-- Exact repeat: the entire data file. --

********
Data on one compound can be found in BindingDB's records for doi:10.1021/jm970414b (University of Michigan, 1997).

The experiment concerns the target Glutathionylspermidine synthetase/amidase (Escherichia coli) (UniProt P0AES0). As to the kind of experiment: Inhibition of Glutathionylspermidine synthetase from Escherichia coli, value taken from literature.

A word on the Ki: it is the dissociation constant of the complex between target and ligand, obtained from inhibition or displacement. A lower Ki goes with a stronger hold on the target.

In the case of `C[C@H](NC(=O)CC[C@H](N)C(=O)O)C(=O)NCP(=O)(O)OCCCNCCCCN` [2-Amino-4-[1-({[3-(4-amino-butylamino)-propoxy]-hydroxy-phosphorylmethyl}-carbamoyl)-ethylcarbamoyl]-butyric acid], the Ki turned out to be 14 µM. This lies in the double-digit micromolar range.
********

Data on one compound can be found in BindingDB's records for doi:10.1021/jm970414b (University of Michigan, 1997).

The experiment concerns the target Glutathionylspermidine synthetase/amidase (Escherichia coli) (UniProt P0AES0). As to the kind of experiment: Inhibition of Glutathionylspermidine synthetase from Escherichia coli, value taken from literature.

A word on the Ki: it is the dissociation constant of the complex between target and ligand, obtained from inhibition or displacement. A lower Ki goes with a stronger hold on the target.

In the case of `C[C@H](NC(=O)CC[C@H](N)C(=O)O)C(=O)NCP(=O)(O)OCCCNCCCCN` [2-Amino-4-[1-({[3-(4-amino-butylamino)-propoxy]-hydroxy-phosphorylmethyl}-carbamoyl)-ethylcarbamoyl]-butyric acid], the Ki turned out to be 14 µM. This lies in the double-digit micromolar range.